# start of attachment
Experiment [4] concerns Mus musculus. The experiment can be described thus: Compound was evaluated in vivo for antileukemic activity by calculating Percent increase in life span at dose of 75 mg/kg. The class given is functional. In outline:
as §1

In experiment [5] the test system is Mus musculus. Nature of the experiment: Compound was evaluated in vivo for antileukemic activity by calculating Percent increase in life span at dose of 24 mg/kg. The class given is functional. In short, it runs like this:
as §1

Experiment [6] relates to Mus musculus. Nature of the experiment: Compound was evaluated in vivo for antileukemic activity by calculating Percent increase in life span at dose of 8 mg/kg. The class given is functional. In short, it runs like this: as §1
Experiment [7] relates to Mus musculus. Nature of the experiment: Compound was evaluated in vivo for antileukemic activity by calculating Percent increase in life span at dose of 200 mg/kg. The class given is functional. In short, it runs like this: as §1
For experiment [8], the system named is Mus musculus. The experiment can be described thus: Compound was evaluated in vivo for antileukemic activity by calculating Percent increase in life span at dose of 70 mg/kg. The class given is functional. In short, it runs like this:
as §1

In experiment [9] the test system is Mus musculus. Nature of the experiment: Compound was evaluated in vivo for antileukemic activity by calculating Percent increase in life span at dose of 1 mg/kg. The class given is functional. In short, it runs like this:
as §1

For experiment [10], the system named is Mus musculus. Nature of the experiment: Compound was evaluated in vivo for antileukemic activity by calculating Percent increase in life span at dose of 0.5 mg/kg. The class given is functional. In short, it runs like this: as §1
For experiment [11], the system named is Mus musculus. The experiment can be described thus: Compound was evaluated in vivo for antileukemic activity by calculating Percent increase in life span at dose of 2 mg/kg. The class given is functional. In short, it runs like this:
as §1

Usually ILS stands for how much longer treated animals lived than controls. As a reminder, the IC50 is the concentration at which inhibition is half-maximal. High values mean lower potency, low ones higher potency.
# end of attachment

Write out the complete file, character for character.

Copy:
Experiment [4] concerns Mus musculus. The experiment can be described thus: Compound was evaluated in vivo for antileukemic activity by calculating Percent increase in life span at dose of 75 mg/kg. The class given is functional. In outline:
as §1

In experiment [5] the test system is Mus musculus. Nature of the experiment: Compound was evaluated in vivo for antileukemic activity by calculating Percent increase in life span at dose of 24 mg/kg. The class given is functional. In short, it runs like this:
as §1

Experiment [6] relates to Mus musculus. Nature of the experiment: Compound was evaluated in vivo for antileukemic activity by calculating Percent increase in life span at dose of 8 mg/kg. The class given is functional. In short, it runs like this: as §1
Experiment [7] relates to Mus musculus. Nature of the experiment: Compound was evaluated in vivo for antileukemic activity by calculating Percent increase in life span at dose of 200 mg/kg. The class given is functional. In short, it runs like this: as §1
For experiment [8], the system named is Mus musculus. The experiment can be described thus: Compound was evaluated in vivo for antileukemic activity by calculating Percent increase in life span at dose of 70 mg/kg. The class given is functional. In short, it runs like this:
as §1

In experiment [9] the test system is Mus musculus. Nature of the experiment: Compound was evaluated in vivo for antileukemic activity by calculating Percent increase in life span at dose of 1 mg/kg. The class given is functional. In short, it runs like this:
as §1

For experiment [10], the system named is Mus musculus. Nature of the experiment: Compound was evaluated in vivo for antileukemic activity by calculating Percent increase in life span at dose of 0.5 mg/kg. The class given is functional. In short, it runs like this: as §1
For experiment [11], the system named is Mus musculus. The experiment can be described thus: Compound was evaluated in vivo for antileukemic activity by calculating Percent increase in life span at dose of 2 mg/kg. The class given is functional. In short, it runs like this:
as §1

Usually ILS stands for how much longer treated animals lived than controls. As a reminder, the IC50 is the concentration at which inhibition is half-maximal. High values mean lower potency, low ones higher potency.